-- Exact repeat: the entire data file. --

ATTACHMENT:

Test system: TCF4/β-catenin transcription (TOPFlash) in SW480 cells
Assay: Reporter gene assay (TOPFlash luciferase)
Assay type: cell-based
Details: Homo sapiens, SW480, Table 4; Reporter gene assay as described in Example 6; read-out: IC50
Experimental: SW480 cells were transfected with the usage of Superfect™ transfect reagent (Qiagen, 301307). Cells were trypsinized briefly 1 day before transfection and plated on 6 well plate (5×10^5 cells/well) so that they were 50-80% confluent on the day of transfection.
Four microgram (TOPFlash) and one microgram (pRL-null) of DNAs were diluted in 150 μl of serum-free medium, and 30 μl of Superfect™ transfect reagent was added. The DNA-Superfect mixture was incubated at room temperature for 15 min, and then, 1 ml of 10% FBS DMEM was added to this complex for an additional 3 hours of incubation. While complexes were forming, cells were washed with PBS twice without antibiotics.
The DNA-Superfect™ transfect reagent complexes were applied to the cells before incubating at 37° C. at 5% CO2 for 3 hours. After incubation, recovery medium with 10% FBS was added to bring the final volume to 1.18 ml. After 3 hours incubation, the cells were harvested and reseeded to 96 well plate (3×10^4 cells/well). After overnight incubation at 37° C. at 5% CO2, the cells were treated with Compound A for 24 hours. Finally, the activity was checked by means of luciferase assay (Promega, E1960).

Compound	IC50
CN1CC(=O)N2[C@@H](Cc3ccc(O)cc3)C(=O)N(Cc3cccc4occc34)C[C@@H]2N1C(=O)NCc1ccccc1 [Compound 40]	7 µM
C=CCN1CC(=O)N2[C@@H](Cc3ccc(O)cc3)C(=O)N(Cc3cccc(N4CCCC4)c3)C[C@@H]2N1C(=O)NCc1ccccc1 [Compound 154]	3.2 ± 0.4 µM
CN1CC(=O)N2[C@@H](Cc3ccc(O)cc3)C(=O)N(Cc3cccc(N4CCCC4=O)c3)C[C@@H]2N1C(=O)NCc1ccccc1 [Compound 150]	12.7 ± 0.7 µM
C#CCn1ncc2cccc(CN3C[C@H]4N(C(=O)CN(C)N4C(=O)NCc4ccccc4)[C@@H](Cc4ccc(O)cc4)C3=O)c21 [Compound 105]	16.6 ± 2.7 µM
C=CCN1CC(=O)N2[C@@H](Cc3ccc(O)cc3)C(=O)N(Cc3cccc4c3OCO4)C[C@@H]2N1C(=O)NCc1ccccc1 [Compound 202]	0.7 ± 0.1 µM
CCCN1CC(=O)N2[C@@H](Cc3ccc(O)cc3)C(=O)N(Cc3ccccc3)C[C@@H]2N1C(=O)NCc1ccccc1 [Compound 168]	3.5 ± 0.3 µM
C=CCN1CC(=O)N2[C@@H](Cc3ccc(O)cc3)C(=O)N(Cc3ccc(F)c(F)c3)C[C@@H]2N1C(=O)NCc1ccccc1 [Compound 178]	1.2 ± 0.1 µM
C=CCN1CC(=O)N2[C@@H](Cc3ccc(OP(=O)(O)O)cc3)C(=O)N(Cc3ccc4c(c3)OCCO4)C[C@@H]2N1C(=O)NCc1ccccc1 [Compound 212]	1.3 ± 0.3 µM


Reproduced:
Test system: TCF4/β-catenin transcription (TOPFlash) in SW480 cells
Assay: Reporter gene assay (TOPFlash luciferase)
Assay type: cell-based
Details: Homo sapiens, SW480, Table 4; Reporter gene assay as described in Example 6; read-out: IC50
Experimental: SW480 cells were transfected with the usage of Superfect™ transfect reagent (Qiagen, 301307). Cells were trypsinized briefly 1 day before transfection and plated on 6 well plate (5×10^5 cells/well) so that they were 50-80% confluent on the day of transfection.
Four microgram (TOPFlash) and one microgram (pRL-null) of DNAs were diluted in 150 μl of serum-free medium, and 30 μl of Superfect™ transfect reagent was added. The DNA-Superfect mixture was incubated at room temperature for 15 min, and then, 1 ml of 10% FBS DMEM was added to this complex for an additional 3 hours of incubation. While complexes were forming, cells were washed with PBS twice without antibiotics.
The DNA-Superfect™ transfect reagent complexes were applied to the cells before incubating at 37° C. at 5% CO2 for 3 hours. After incubation, recovery medium with 10% FBS was added to bring the final volume to 1.18 ml. After 3 hours incubation, the cells were harvested and reseeded to 96 well plate (3×10^4 cells/well). After overnight incubation at 37° C. at 5% CO2, the cells were treated with Compound A for 24 hours. Finally, the activity was checked by means of luciferase assay (Promega, E1960).

Compound	IC50
CN1CC(=O)N2[C@@H](Cc3ccc(O)cc3)C(=O)N(Cc3cccc4occc34)C[C@@H]2N1C(=O)NCc1ccccc1 [Compound 40]	7 µM
C=CCN1CC(=O)N2[C@@H](Cc3ccc(O)cc3)C(=O)N(Cc3cccc(N4CCCC4)c3)C[C@@H]2N1C(=O)NCc1ccccc1 [Compound 154]	3.2 ± 0.4 µM
CN1CC(=O)N2[C@@H](Cc3ccc(O)cc3)C(=O)N(Cc3cccc(N4CCCC4=O)c3)C[C@@H]2N1C(=O)NCc1ccccc1 [Compound 150]	12.7 ± 0.7 µM
C#CCn1ncc2cccc(CN3C[C@H]4N(C(=O)CN(C)N4C(=O)NCc4ccccc4)[C@@H](Cc4ccc(O)cc4)C3=O)c21 [Compound 105]	16.6 ± 2.7 µM
C=CCN1CC(=O)N2[C@@H](Cc3ccc(O)cc3)C(=O)N(Cc3cccc4c3OCO4)C[C@@H]2N1C(=O)NCc1ccccc1 [Compound 202]	0.7 ± 0.1 µM
CCCN1CC(=O)N2[C@@H](Cc3ccc(O)cc3)C(=O)N(Cc3ccccc3)C[C@@H]2N1C(=O)NCc1ccccc1 [Compound 168]	3.5 ± 0.3 µM
C=CCN1CC(=O)N2[C@@H](Cc3ccc(O)cc3)C(=O)N(Cc3ccc(F)c(F)c3)C[C@@H]2N1C(=O)NCc1ccccc1 [Compound 178]	1.2 ± 0.1 µM
C=CCN1CC(=O)N2[C@@H](Cc3ccc(OP(=O)(O)O)cc3)C(=O)N(Cc3ccc4c(c3)OCCO4)C[C@@H]2N1C(=O)NCc1ccccc1 [Compound 212]	1.3 ± 0.3 µM